As you may recall, Memorial Day was first known as “Decoration Day,”  and began as a day to honor the Union dead after the Civil War. Following the first World War, it became a day for remembering all those who had died in our nation’s wars. And from there it has broadened further, so that now Memorial Day is also a time for remembering all who have died.  Many people have seen it as a time to visit the graves of our Service members and to visit the graves of their own family who have died.  We place flowers and flags to mark our respect for the lives they lived and the lives they gave in service to our country.  It’s important to remember what has come before, to remind ourselves of the precious lives of those too young who have gone to their deaths, and to take seriously the great sacrifices that so many have made.

As I was thinking of the many, many names of those who died in wartime over the years, and the numbers who have died since their time in Service, I thought about my own great, great, great grandfather who, as a 16 year old, joined the Massachusetts Regiment during the Civil War.  I know some of you also have ancestors who served, and of course, I am mindful that had he not returned from that war, I would not be here today.  That war saw untold numbers of young men who lost their lives so we can well understand how important it was to remember their service with a day of remembrance.  I came upon the following stories as I was reading about Memorial Day and I wanted to share them with you.  These are two separate stories, but bear with me, because they are connected…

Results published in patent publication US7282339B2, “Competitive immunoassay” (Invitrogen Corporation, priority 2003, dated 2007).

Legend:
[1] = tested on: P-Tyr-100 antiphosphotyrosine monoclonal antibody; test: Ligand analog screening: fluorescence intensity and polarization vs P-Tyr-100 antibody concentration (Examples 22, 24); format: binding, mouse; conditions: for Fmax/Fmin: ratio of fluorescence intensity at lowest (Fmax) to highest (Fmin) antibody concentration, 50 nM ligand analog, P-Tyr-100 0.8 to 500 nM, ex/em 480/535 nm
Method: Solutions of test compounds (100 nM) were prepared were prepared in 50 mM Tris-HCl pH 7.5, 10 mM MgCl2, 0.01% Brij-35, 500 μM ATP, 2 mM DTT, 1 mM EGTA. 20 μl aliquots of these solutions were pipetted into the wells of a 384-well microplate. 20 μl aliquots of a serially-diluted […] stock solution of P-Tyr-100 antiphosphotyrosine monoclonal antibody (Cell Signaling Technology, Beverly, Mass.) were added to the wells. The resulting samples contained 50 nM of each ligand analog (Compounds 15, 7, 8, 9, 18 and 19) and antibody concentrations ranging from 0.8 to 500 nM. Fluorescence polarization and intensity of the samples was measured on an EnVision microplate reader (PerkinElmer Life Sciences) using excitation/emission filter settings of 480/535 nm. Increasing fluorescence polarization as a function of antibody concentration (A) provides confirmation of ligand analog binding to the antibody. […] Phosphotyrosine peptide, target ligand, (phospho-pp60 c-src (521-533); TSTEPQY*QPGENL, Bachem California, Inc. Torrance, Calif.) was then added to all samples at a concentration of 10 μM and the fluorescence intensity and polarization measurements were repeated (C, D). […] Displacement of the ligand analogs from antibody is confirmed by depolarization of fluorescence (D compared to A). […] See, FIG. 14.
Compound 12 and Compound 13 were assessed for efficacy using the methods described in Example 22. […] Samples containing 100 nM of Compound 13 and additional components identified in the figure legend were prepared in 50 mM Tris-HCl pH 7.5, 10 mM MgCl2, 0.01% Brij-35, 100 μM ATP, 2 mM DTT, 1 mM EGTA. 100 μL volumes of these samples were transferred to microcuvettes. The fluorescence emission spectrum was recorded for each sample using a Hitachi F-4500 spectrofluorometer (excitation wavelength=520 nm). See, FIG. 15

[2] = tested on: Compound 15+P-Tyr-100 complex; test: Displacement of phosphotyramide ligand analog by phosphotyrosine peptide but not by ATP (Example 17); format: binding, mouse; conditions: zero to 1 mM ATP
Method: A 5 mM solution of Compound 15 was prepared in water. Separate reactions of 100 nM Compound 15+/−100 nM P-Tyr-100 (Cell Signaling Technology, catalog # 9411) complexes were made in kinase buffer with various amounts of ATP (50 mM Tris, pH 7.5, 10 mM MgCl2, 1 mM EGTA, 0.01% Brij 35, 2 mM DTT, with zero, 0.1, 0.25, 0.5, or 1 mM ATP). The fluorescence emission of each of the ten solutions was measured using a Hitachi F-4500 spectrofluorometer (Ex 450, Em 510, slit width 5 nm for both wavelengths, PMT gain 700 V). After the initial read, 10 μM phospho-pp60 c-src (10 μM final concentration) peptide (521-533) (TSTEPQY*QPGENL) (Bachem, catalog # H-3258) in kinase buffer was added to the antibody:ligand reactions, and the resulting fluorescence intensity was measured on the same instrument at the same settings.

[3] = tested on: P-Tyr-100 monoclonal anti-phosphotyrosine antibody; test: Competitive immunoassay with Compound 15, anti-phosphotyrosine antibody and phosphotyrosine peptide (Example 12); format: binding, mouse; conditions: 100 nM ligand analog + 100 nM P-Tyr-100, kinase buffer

“Many years ago, Al Capone virtually owned Chicago. Capone wasn’t famous for anything heroic. He was notorious for enmeshing the windy city in everything from bootlegged booze and prostitution to murder. Capone had a lawyer nicknamed “Easy Eddie.” He was his lawyer for a good reason.
Eddie was very good!

In fact, Eddie’s skill at legal maneuvering kept Big Al out of jail for a long time. To show his appreciation, Capone paid him very well. Not only was the money big, but Eddie got special dividends. For instance, he and his family occupied a fenced-in mansion with live-in help and all of the conveniences of the day. The estate was so large that it filled an entire Chicago City block. Eddie lived the high life of the Chicago mob and gave little consideration to the atrocity that went on around him.